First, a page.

Shear stress modulates inner blood retinal barrier phenotype


Molins, B.; Mora, A.; Romero-Vázquez, S.; Pascual-Méndez, A.; Rovira, S.; Figueras-Roca, M.; Balcells M.; Adán, A.; Martorell, J. 


The vascular endothelium responds to the shear stress generated by blood flow and changes function to maintain tissue homeostasis and adapt to injury in pathological conditions. Shear stress in the retinal circulation is altered in patients with retinal vascular diseases, such as diabetic retinopathy. Therefore, we aimed to study the effect of laminar shear stress on barrier properties and on the release of proinflammatory cytokines in human retinal microvascular endothelial cells (HRMEC). HRMEC were cultured in Ibidi flow chambers and exposed to laminar shear stress (0–50 dyn/cm2) for 24–48 h. Tight junction distribution (ZO-1 and claudin-5) and cytokine production were determined by immunofluorescence and ELISA, respectively. The chemotactic effect of conditioned media exposed to shear stress was determined by measuring lymphocyte transmigration in Transwells. We found that cells exposed to moderately low shear stress (1.5 and 5 dyn/cm2) showed enhanced distribution of membrane ZO-1 and claudin-5 and decreased production of the proinflammatory cytokines IL-8, CCL2, and IL-6 compared to static conditions and high shear stress values. Moreover, conditioned media from cells exposed to low shear stress, had the lowest chemotactic effect to recruit lymphocytes compared to conditioned media from cells exposed to static and high shear stress conditions. In conclusion, high shear stress and static flow, associated to impaired retinal circulation, may compromise the inner blood retinal barrier phenotype and barrier function in HRMEC.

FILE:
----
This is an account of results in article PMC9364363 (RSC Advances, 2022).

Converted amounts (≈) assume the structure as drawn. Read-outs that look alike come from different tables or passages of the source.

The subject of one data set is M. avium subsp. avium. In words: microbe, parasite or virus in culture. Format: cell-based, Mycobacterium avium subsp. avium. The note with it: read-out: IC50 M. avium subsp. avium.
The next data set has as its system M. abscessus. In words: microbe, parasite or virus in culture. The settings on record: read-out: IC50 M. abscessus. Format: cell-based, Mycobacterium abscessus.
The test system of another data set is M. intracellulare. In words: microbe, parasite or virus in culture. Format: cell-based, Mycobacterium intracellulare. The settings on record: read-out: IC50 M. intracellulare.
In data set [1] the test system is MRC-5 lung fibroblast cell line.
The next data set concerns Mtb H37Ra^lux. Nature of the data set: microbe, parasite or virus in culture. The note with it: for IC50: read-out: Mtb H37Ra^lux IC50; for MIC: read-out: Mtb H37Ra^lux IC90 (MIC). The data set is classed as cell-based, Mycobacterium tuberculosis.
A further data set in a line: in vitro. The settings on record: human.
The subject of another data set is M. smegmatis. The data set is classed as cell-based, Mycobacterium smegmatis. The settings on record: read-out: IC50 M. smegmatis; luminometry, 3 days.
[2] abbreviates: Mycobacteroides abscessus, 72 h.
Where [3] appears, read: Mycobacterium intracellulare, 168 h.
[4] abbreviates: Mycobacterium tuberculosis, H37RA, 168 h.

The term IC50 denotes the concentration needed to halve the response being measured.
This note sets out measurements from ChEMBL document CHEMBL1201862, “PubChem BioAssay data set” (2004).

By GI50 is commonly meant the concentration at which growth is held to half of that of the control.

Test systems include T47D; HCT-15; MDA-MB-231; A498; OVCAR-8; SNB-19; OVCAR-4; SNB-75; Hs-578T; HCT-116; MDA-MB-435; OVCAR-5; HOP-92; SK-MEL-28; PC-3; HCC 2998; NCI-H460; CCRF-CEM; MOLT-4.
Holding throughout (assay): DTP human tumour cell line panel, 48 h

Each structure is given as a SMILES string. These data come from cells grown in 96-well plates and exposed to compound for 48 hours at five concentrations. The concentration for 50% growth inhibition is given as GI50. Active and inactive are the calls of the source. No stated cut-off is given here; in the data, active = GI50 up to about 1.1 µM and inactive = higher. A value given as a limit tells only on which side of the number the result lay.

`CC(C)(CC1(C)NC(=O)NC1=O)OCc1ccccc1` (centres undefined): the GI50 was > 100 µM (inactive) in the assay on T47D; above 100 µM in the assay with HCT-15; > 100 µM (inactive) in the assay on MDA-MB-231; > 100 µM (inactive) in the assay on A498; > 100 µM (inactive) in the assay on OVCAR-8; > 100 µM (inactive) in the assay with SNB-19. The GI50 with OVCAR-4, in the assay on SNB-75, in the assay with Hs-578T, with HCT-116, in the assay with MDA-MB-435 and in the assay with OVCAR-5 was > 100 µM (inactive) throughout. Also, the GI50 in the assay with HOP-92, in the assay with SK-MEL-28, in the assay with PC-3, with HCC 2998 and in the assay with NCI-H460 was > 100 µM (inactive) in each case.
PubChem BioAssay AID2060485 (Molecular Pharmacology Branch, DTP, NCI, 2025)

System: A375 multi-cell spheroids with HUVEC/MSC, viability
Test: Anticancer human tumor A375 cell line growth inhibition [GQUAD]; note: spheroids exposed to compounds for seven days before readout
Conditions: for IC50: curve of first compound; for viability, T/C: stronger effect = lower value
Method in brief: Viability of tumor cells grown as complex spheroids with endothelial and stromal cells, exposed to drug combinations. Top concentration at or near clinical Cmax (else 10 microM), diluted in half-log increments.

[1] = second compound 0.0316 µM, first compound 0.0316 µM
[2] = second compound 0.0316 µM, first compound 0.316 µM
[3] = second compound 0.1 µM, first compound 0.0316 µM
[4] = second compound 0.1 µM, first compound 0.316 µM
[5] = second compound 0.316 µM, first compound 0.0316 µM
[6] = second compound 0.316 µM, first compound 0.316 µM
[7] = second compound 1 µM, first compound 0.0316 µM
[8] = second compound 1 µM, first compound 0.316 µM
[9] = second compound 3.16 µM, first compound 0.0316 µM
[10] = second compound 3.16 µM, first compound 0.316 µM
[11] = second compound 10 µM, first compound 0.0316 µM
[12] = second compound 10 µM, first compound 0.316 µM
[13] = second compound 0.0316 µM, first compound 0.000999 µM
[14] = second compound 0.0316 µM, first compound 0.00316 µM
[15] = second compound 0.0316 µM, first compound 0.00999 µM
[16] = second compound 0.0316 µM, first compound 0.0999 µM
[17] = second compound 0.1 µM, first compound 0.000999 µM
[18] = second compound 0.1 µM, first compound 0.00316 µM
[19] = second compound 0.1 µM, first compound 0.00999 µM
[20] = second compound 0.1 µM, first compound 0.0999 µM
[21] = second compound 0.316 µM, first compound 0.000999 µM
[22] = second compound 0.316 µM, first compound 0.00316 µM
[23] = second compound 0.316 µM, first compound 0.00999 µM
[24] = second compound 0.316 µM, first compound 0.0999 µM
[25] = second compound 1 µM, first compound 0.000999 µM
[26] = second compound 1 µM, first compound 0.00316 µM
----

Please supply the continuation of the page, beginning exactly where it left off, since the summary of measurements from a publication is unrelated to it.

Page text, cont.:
Experimental Eye Research, 2019, vol. 187, art. no. 107751

Date of publication